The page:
Whether we like it or not, for most of us, snacks are an inevitable part of our diet. And for many of us, they aren’t the healthiest part of it, either – all too often, the lure of a quick sugar hit in the midst of a busy day, when that wholesome lunch or dinner is just too many hours away, is too hard for us to resist.
Most store-bought ‘snack’ foods are loaded with sugar and empty carbohydrates, designed to provide a quick burst of energy with little in the way of long-term nourishment. So what other options do we have?
First, why do we need to snack?
Breakfast is the most important meal of the day, according to many dietary philosophies. And there is certainly truth to that. A nourishing, healthy breakfast sets the scene for what we eat for the rest of the day. If we consume a high-carbohydrate, high-glycaemic index meal for breakfast, such as the majority of cereals available on the market, toast, or other grain-based meals, we’ll experience an immediate burst of energy that will last perhaps an hour, after which our blood glucose levels will crash and leave us feeling hungry, cranky and lethargic again. This usually leads to people reaching for something quick and easy to eat to feel satiated and give more energy to help us through to lunchtime – and then, if lunch is along the same lines, with little in the way of fat or protein, we have a repeat of the same cycle later that afternoon.
For this reason, the best breakfast is one rich in protein and good fat, to help us feel fuller for longer and release energy more slowly (avoiding the blood sugar spikes you feel with low-nutrient carbohydrate-rich foods). While low-fat foods have for years been touted as healthy, the reality is our body needs fat, and they’re what make us feel full.
Thus, the best snacks are also ones that are high in protein, nutrients and healthy fats.
Healthy options for fast snacks
One of the first things to do when trying to change your diet is to examine what it is you’re actually eating. Write out everything you consume for a week, and then do a tally of how many protein or fat-rich meals you eat, how many fruit and vegetables you eat, and what it is you snack on each day. Look at the patterns and figure out where you need to make changes. For many people, particularly those who work long hours, snacks are one of the biggest things we eat and are often lowest in nutrition.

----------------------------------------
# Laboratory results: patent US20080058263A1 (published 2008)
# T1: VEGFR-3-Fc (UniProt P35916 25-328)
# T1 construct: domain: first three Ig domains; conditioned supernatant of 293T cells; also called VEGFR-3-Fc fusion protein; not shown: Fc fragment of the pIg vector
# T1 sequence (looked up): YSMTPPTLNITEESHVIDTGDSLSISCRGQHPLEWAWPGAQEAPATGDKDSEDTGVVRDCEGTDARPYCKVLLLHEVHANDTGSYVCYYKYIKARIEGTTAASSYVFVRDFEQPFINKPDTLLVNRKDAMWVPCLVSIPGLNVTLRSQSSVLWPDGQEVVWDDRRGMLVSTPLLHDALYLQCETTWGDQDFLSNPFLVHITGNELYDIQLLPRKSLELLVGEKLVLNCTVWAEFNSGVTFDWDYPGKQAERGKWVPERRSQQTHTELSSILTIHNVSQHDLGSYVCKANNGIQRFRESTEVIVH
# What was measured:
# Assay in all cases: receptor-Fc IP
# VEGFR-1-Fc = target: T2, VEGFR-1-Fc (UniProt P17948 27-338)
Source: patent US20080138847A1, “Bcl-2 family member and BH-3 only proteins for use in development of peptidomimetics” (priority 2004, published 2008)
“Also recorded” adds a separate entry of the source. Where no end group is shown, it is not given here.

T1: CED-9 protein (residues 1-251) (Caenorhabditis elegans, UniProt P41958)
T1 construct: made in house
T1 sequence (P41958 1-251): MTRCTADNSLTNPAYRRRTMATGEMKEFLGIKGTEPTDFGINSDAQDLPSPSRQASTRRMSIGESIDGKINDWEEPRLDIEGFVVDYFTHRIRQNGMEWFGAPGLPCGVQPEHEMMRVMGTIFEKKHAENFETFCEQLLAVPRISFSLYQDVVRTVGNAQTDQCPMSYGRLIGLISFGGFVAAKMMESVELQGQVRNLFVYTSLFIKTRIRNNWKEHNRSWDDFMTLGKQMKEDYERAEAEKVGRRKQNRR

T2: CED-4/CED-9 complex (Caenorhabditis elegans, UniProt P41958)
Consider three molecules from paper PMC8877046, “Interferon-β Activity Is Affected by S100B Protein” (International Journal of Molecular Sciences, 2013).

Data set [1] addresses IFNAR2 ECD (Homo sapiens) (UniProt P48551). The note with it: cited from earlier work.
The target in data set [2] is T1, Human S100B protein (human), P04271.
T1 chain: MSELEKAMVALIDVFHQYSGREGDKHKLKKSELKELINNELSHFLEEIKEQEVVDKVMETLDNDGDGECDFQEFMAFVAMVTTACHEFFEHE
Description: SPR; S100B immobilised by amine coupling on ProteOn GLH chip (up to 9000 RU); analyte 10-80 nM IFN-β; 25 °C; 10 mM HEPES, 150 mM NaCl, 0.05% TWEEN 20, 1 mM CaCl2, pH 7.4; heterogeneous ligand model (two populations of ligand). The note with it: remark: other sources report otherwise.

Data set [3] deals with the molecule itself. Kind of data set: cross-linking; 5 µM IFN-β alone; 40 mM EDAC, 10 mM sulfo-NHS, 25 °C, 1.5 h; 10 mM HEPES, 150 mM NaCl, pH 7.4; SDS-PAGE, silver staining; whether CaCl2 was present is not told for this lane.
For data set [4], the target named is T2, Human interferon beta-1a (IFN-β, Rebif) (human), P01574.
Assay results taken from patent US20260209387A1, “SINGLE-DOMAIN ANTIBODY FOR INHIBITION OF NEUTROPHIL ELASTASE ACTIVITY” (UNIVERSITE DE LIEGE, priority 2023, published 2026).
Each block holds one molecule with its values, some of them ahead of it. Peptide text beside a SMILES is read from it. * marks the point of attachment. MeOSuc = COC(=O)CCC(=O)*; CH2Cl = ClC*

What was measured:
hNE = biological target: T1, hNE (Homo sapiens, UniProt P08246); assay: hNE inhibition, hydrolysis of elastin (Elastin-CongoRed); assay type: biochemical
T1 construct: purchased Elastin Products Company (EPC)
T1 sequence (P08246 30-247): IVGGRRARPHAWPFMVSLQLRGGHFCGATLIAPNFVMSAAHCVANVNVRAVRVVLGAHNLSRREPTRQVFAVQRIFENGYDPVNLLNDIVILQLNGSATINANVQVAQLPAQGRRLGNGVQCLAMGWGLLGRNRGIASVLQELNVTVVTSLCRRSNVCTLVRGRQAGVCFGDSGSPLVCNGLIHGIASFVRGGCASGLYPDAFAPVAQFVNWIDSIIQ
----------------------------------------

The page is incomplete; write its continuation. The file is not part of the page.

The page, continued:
If you find you’re often missing out on vital protein, you could consider snacking on nuts or seeds. Soak these first overnight, and then take them to work in a container, ready to eat throughout the day. Soaking in water deactivates the phytate content – a chemical that prevents them from sprouting in sub-optimal conditions, but also stops the release of their nutrients and can block uptake of minerals. There are also many commercially-available ‘snack balls’ made from nuts and seeds with dried fruit, cacao and other delicious treats that are a fantastic, healthy alternative to chocolate bars and commercial muesli bars, which are often high in sugar and low in nutrition.
Many companies are now producing nutrient-dense snacks in a bar format, similar to the muesli bars most of us grew up with, but higher in nutrition and utilizing ingredients such as chia seeds, activated nuts, and dried fruit without the sugar, preservatives and other additives that detract from their overall health value.
If you have a sweet tooth you just can’t kick, look for fresh fruit and berries to give a quick hit of sweetness in the afternoon – dried blueberries, apricots and other fruit, while higher in sugar than fresh, can be a better option than sweets. If you want to up your vegetable intake, try taking along raw vegetables to eat, or look for bags of kale crisps to replace normal potato chips during the day. Yoghurt drops can be a fun swap for sweets, or if you really must have a chocolate hit, look for raw or organic chocolate bars with high cacao content.
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